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Church makes 200 food donations in New York to commemorate 200th anniversary of the Restoration in 2020

Two hundred deliveries to food pantries and charities in the state of New York are being donated by The Church of Jesus Christ of Latter-day Saints to commemorate the 200th anniversary of the first appearance of God the Father and His Son, Jesus Christ, in Palmyra, New York, to Joseph Smith, prophet and first president of the Church.

“We’re doing a lot with the food pantries [and] feeding centers, where there’s a great need,” said Richard Long, welfare manager for the Church’s North America Northeast Area.

Deliveries began in upstate New York in the Rochester area last week, along with deliveries in the New York City area, and will continue for the next several weeks, culminating with the 200th delivery.

Latter-day Saints are partnering with faith-based nonprofit food pantries and other local charities (such as Catholic Charities, Barakah Muslim Charity and the Salvation Army) to provide more than 800 tons of nonperishable food to help people struggling to make ends meet.

The initiative was announced in New York earlier this year by Elder D. Todd Christofferson of the Quorum of the Twelve Apostles, before the COVID-19 pandemic hit the United States.

According to Abubakr Abdul-Latif, the director of operations for Barakah Muslim Charity in Rochester, with the pandemic still affecting upstate New Yorkers, the donated food is a needful gift.

“It’s huge, because you know that [with] COVID, people are losing their jobs and not having enough money and food to sustain them for a week. So this food here can possibly help them,” said Abdul-Latif.

“Through this kind of work, we find that our differences are not big, [and] our commonalities are much bigger,” said Alma Omerhodzic, the charity’s financial director.

“Barakah Muslim Charity operates in one of the poorest neighborhoods in the whole country,” she said. “So even before the current situation with the virus, these [were] really people who [had] great needs, and you can just imagine what COVID has done to this community,” said Omerhodzic.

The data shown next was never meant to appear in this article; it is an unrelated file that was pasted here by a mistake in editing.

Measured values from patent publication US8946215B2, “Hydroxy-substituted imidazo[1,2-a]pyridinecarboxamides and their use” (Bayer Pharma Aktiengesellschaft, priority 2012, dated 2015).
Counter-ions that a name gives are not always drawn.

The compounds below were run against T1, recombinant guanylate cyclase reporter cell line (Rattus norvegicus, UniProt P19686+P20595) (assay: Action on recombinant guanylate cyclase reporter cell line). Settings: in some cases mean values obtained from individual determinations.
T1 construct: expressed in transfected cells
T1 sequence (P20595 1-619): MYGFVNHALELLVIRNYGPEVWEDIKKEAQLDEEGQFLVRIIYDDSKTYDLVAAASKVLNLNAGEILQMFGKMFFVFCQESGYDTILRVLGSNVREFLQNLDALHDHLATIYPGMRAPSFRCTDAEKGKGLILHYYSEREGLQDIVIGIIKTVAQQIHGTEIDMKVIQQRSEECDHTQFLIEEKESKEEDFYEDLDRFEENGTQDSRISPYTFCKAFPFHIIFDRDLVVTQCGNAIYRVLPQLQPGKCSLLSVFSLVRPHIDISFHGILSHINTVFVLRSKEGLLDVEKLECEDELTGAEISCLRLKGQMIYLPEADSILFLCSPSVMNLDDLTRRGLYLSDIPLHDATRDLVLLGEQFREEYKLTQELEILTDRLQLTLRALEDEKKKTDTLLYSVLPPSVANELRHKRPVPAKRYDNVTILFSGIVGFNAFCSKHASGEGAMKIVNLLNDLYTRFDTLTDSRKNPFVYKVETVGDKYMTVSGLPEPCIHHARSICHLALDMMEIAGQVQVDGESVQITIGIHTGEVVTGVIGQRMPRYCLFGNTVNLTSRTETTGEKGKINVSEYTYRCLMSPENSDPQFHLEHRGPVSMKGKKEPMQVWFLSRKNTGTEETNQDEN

Benjamin Lee, an operations manager for Eastern Service Workers, said the demand on the group’s emergency food services has “increased tenfold since the beginning of the pandemic.”

“It’s a tremendous boost,” said Lee, referring to the donation his charity received.

“We couldn’t do what we do without our many partners in the community who have stepped up to help,” he said. “At the end of the day, it takes an organized community to meet the needs of the most vulnerable in the community.”

The Eastern Service Workers and Barakah Muslim Charity representatives received 5,000 pounds of food each and say it was the largest single food donation they have ever received.The canned goods and other nonperishable commodities shipped to New York from the Church’s Bishops’ Central Storehouse in Salt Lake City, Utah, include green beans, mashed potato granules, chili, salsa, macaroni, pasta and spaghetti sauce.

The food items were grown, picked and harvested from Church-owned farms in Utah and the Intermountain West, and processed in canneries in Utah.

“The Lord blessed us this year with a bounteous crop, and we’re able to [use this surplus to] distribute these products where they’re most needed,” said Richard Long.

“The wonderful thing about this project is that [New York food pantries are] all doing the same work we’re doing, and they’re able to expand our reach by distributing the products that we provide,” Benjamin Lee added.

Todd Dirrigl, a co-owner of Three Heads Brewing in Rochester, volunteered his company’s forklift and loading dock, and gave his workers a day off so that he could transform the Brockport business into a drop-off location for the Church’s donations while they are distributed to the food pantries nearby.

Dirrigl, who has previously volunteered to help local organizations with food delivery donations, acknowledged that a brewery-Church partnership may sound strange to some, but he got involved with a greater purpose in mind.

“I assume it’s unusual, but you know, we are an open space for anyone,” Dirrigl said. “We are a community-based company, and we are here to help people out.”

The Brockport Department of Public Works and Foodlink also volunteered to be drop-off points for the Church’s regional food deliveries.

“I think we’re now up to 13 local food banks that we have been able to support with this very generous donation that comes from the members of the Church through their humanitarian donations,” said Brenda Carlson, a Latter-day Saint and Relief Society president from the Rochester area.

Carlson and dozens of Latter-day Saints from Rochester volunteered to help unload and sort through more than 29,000 pounds of donated food in preparation for their distribution to local food pantries, including Brighton Food Cupboard, South Wedge Food Program, Cameron Community, House of Mercy, Foodlink and the Geneseo-Groveland Emergency Food Pantry in Livingston County.

The group of helping hands is one of many Latter-day Saint efforts across the state that will continue as more truckloads of food donations arrive.

A second shipment of 48,000 pounds has been sent to the region to help food pantries and nonprofits in Pittsford, Rochester, Macedon, Newark and Farmington-Victor, and other Wayne and Ontario county groups.

Over the course of several weeks, additional truckloads of food will be delivered throughout New York state, in New York City, Syracuse, Albany and Buffalo and many other cities and rural communities. In all, there will be more than three dozen trucks each, carrying 45,000 pounds of food and culminating in the 200th delivery.

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